It was a more successful time for Vettel's team mate Charles Leclerc. He took up where he had left off in practice, going top with a time of 1:12.229s which was 0.364s off Red Bull's Max Verstappen. Mercedes' Valtteri Bottas was only able to go fourth fastest with his first push lap, while Lewis Hamilton ran wide in the first sector and abandoned his first run leaving him in danger of elimination. Keeping his cool, Hamilton's next push saw him up to third place, with Pierre Gasly also finding extra pace to put him up to fifth ahead of the two Finns.
With Vettel already consigned to one of the five elimination spots, and the two Williams car inevitably occupying two more, attention turned to who would be joining them in an early finish to the session. Surprisingly, McLaren's usually swift Lando Norris was at risk along with Toro Rosso's Alexander Albon and Antonio Giovinazzi in the second Alfa. In the end it was Giovinazzi who found the required pace to vault him to safety, while Albon's final effort was thwarted when he encountered came up behind Norris with the McLaren driver potentially facing a trip to the stewards for impeding.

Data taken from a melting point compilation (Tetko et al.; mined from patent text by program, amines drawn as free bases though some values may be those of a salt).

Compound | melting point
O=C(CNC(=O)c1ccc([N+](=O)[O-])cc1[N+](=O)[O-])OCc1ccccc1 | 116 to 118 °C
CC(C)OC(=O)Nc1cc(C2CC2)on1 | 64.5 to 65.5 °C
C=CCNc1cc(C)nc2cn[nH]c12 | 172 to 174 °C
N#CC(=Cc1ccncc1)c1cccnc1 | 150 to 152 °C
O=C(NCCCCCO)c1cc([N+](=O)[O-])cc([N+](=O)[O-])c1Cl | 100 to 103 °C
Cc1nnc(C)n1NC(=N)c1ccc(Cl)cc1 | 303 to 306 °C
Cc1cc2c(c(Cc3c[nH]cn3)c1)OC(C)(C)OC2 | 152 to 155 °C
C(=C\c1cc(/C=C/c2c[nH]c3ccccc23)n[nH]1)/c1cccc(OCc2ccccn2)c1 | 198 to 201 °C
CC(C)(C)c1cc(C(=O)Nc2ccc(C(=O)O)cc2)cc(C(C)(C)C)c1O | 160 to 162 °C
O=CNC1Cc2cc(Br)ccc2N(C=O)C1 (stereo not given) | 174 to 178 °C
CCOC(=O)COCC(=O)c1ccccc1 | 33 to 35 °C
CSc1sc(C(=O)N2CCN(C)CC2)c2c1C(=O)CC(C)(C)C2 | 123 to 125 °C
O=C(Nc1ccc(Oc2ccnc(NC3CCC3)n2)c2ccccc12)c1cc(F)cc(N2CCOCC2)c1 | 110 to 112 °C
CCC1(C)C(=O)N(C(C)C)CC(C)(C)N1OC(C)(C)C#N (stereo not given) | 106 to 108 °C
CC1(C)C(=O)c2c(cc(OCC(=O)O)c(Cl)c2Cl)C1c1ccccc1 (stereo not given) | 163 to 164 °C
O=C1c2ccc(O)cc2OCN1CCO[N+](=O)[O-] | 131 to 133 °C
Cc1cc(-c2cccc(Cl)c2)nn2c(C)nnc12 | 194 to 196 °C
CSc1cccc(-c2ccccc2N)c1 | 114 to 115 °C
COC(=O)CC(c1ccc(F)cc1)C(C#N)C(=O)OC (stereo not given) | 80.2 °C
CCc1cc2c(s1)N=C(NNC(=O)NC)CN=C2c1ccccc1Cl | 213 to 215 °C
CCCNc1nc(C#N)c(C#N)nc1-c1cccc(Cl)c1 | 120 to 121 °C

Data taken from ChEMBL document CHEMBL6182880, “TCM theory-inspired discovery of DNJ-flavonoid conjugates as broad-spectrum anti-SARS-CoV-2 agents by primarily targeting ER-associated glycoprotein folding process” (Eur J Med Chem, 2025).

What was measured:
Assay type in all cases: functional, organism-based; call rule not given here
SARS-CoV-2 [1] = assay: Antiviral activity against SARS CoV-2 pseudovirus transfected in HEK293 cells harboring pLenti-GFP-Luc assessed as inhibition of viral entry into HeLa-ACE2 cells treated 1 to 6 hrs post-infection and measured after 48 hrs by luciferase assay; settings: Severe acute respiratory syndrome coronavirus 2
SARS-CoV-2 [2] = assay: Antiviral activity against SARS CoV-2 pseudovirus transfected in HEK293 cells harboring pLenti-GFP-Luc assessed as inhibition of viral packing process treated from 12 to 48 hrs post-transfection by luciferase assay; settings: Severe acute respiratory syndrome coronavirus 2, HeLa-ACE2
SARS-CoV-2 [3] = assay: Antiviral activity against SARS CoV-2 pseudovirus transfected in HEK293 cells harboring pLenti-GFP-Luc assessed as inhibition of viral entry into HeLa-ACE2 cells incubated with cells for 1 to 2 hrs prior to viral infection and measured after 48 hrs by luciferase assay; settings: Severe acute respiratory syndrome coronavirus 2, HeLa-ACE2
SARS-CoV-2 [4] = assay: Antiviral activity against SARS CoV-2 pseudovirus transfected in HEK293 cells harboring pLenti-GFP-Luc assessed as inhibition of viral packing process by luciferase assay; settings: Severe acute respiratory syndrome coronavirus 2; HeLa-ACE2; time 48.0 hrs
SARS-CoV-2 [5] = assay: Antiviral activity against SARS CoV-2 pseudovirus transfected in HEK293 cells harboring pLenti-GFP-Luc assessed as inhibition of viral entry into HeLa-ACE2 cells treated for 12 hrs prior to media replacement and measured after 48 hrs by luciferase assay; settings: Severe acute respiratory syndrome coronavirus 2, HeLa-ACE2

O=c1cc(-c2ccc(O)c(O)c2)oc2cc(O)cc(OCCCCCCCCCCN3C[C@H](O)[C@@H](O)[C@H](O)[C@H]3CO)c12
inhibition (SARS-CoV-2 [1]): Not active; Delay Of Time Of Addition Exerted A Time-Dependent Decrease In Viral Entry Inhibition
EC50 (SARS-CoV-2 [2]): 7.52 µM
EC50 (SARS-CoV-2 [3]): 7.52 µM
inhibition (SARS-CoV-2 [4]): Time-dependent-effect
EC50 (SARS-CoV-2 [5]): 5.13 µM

Q2: Hamilton edges Leclerc, but Verstappen struggles with engine scare
Hamilton and Bottas were first out for the second round, opting for medium tyres in a clear statement about which compound the team wanted to start Sunday's race on. Leclerc also made an early move, and the same tyre call.
Hamilton opened his account with a time of 1:12.149s which was 0.338s quicker than Bottas, while this time it was Leclerc who was forced to back off after running wide in the first sector. His second run saw him up to second place and comfortably assured of a place in the final top ten pole shoot-out round.
Verstappen was next up, but to the horror of his massed fans in the grandstands the Dutch driver reported a loss of power on the straight. It forced him to abandon the run and head for pit lane, in a worrying echo of Vettel's plight in the opening round.
In the interim, Gasly picked up the baton for Red Bull and went third fastest ahead of Bottas, McLaren's Carlos Sainz and the two Haas cars of Romain Grosjean and Kevin Magnussen, followed by Raikkonen, Giovinazzi and Racing Point's Sergio Perez.